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On-the-spot fines for trespass on Victorian farms still not ready nearly two years later
New on-the-spot fines for extreme activists who trespass on Victorian farms and threaten the safety of farm families still aren't in place.
In June 2020, nearly two years after the protective measure was recommended, the Andrews Labor Government committed to introducing hefty on-the-spot fines for biosecurity breaches after it was recommended by a parliamentary inquiry into farm trespass.
Trespassers entering farms in the name of animal activism in Victoria will risk on-the-spot fines of $1272 under new legislation being introduced into the State's Parliament
Exposed to thieves and trespassers
Asked for an update this afternoon in State Parliament, Agriculture Minister Mary-Anne Thomas was forced into an embarrassing admission that she still hasn't done the work to deliver laws that better protect farmers.
Leader of The Nationals and Shadow Minister for Agriculture Peter Walsh slammed the lack of progress, saying it left farmers and their families exposed to theft and people illegally entering their property.
"The Agriculture Minister bizarrely tried to claim today that the delay doesn't matter because farmers are protected by existing laws - but flaws in existing legislation is exactly why these reforms are needed," Mr Walsh said.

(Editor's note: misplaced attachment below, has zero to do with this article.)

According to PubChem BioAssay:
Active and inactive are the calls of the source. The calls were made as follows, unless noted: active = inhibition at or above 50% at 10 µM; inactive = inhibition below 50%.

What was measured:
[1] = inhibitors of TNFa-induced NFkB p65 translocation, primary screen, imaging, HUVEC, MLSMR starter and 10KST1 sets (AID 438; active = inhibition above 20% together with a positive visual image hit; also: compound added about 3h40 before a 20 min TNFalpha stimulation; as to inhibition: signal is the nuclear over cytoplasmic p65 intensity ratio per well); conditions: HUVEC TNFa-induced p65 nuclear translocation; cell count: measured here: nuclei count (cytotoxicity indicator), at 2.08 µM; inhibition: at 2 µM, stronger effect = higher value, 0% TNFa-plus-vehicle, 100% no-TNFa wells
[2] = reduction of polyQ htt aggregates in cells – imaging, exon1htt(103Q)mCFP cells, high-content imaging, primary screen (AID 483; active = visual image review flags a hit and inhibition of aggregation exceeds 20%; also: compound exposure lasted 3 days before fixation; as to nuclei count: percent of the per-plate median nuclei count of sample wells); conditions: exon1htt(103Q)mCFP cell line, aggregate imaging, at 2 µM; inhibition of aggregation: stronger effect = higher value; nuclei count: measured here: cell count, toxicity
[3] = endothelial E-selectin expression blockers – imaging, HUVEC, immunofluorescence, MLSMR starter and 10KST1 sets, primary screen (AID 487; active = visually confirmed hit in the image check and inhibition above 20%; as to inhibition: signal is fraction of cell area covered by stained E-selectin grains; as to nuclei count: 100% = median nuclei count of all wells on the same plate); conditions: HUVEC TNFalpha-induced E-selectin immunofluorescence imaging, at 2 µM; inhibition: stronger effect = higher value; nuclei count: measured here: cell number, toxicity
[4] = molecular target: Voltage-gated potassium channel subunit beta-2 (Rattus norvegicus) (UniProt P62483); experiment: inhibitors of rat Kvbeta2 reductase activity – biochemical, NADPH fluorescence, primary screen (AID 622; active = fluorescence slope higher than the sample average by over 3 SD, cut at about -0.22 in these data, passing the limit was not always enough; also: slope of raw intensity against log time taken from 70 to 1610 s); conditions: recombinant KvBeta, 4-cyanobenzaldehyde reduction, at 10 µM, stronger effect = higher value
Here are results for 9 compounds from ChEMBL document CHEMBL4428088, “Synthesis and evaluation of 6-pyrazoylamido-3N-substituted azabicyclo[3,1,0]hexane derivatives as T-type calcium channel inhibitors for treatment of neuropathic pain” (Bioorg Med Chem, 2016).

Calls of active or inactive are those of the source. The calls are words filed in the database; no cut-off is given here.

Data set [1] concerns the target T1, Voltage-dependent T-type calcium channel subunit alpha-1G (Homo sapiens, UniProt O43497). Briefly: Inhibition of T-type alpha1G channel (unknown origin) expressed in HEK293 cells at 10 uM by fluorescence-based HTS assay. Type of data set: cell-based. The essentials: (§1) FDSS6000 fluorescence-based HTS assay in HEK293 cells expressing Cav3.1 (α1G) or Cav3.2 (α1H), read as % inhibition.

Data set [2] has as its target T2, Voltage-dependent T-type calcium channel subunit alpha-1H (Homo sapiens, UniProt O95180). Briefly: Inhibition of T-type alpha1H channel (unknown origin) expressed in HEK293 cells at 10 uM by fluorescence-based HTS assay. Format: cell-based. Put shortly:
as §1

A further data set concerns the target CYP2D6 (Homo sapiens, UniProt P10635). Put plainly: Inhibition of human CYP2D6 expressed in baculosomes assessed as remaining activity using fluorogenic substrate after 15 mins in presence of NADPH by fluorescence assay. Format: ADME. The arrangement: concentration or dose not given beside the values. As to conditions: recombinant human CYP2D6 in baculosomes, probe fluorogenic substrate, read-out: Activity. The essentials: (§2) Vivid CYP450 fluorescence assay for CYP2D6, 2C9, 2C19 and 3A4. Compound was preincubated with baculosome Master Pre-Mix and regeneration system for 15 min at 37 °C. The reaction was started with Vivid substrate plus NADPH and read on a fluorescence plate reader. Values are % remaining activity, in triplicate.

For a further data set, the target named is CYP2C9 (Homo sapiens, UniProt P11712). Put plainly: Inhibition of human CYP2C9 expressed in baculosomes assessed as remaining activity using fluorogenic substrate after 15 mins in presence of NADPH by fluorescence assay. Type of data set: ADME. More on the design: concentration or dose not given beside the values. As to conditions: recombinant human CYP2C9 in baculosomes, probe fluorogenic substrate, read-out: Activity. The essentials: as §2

Failure to introduce important legislation
Mr Walsh also said, "When current laws see criminal actions by extreme animal activists resulting in a fine of just $1 it's clear the system isn't deterring illegal trespass or protecting hard-working, law-abiding farm families."
"The Minister's failure to introduce this important legislation only emboldens extreme animal activists to trespass on and steal farmers' private property." In January this year, the Minister told the media, "Despite the challenges of the coronavirus pandemic engagement across government and industry will take place this year".
But today, Ms Thomas would only say that "work is well underway" and legislation will be introduced "in due course". Mr Walsh said the Minister's efforts to avoid giving a timeline could only mean one thing - that the new laws were not ready.
Priority for support
Mr Walsh said, "Other states have already done the work to draft, introduce and pass legislation for on-the-spot fines. If the Andrews Labor Government still needs some pointers, it could look to New South Wales, South Australia or Queensland."
"Farming is fundamental to our regional, state and national economy, and supporting the agriculture industry must be a priority, but the Minister's lack of action shows Labor's priorities are all wrong." Mr Walsh concluded.
Pictures from Agriculture Victoria Facebook page.
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